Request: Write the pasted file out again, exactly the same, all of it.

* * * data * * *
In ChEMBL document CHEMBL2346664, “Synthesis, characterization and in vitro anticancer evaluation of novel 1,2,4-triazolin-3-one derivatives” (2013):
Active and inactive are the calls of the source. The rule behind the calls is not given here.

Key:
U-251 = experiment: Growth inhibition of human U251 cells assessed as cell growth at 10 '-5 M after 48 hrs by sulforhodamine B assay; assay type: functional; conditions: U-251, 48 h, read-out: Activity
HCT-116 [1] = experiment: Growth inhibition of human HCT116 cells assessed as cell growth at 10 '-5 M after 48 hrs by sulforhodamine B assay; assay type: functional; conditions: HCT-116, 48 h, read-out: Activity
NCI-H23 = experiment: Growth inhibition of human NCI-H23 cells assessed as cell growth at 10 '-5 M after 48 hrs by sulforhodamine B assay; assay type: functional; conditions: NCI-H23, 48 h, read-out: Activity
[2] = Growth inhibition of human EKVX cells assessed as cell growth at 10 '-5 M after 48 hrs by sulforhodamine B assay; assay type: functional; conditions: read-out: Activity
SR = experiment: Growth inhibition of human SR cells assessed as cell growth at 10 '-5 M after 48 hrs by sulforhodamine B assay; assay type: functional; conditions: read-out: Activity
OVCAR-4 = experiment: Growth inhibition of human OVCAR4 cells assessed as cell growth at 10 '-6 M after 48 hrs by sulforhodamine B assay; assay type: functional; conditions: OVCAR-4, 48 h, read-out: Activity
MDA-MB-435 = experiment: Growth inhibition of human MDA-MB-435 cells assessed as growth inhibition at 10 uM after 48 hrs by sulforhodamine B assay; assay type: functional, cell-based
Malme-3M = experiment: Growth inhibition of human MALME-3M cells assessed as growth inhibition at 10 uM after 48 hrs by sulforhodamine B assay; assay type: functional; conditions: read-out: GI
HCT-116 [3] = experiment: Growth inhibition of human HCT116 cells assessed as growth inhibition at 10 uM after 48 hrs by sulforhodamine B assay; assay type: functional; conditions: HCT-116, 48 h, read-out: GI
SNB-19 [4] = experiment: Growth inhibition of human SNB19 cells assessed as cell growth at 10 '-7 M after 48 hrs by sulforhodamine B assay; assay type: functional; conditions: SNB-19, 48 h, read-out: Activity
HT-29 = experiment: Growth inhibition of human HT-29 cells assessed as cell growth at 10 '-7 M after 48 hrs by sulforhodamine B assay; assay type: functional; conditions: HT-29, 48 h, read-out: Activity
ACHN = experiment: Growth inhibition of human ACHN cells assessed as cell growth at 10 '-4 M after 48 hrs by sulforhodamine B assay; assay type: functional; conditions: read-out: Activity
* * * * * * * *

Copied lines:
In ChEMBL document CHEMBL2346664, “Synthesis, characterization and in vitro anticancer evaluation of novel 1,2,4-triazolin-3-one derivatives” (2013):
Active and inactive are the calls of the source. The rule behind the calls is not given here.

Key:
U-251 = experiment: Growth inhibition of human U251 cells assessed as cell growth at 10 '-5 M after 48 hrs by sulforhodamine B assay; assay type: functional; conditions: U-251, 48 h, read-out: Activity
HCT-116 [1] = experiment: Growth inhibition of human HCT116 cells assessed as cell growth at 10 '-5 M after 48 hrs by sulforhodamine B assay; assay type: functional; conditions: HCT-116, 48 h, read-out: Activity
NCI-H23 = experiment: Growth inhibition of human NCI-H23 cells assessed as cell growth at 10 '-5 M after 48 hrs by sulforhodamine B assay; assay type: functional; conditions: NCI-H23, 48 h, read-out: Activity
[2] = Growth inhibition of human EKVX cells assessed as cell growth at 10 '-5 M after 48 hrs by sulforhodamine B assay; assay type: functional; conditions: read-out: Activity
SR = experiment: Growth inhibition of human SR cells assessed as cell growth at 10 '-5 M after 48 hrs by sulforhodamine B assay; assay type: functional; conditions: read-out: Activity
OVCAR-4 = experiment: Growth inhibition of human OVCAR4 cells assessed as cell growth at 10 '-6 M after 48 hrs by sulforhodamine B assay; assay type: functional; conditions: OVCAR-4, 48 h, read-out: Activity
MDA-MB-435 = experiment: Growth inhibition of human MDA-MB-435 cells assessed as growth inhibition at 10 uM after 48 hrs by sulforhodamine B assay; assay type: functional, cell-based
Malme-3M = experiment: Growth inhibition of human MALME-3M cells assessed as growth inhibition at 10 uM after 48 hrs by sulforhodamine B assay; assay type: functional; conditions: read-out: GI
HCT-116 [3] = experiment: Growth inhibition of human HCT116 cells assessed as growth inhibition at 10 uM after 48 hrs by sulforhodamine B assay; assay type: functional; conditions: HCT-116, 48 h, read-out: GI
SNB-19 [4] = experiment: Growth inhibition of human SNB19 cells assessed as cell growth at 10 '-7 M after 48 hrs by sulforhodamine B assay; assay type: functional; conditions: SNB-19, 48 h, read-out: Activity
HT-29 = experiment: Growth inhibition of human HT-29 cells assessed as cell growth at 10 '-7 M after 48 hrs by sulforhodamine B assay; assay type: functional; conditions: HT-29, 48 h, read-out: Activity
ACHN = experiment: Growth inhibition of human ACHN cells assessed as cell growth at 10 '-4 M after 48 hrs by sulforhodamine B assay; assay type: functional; conditions: read-out: Activity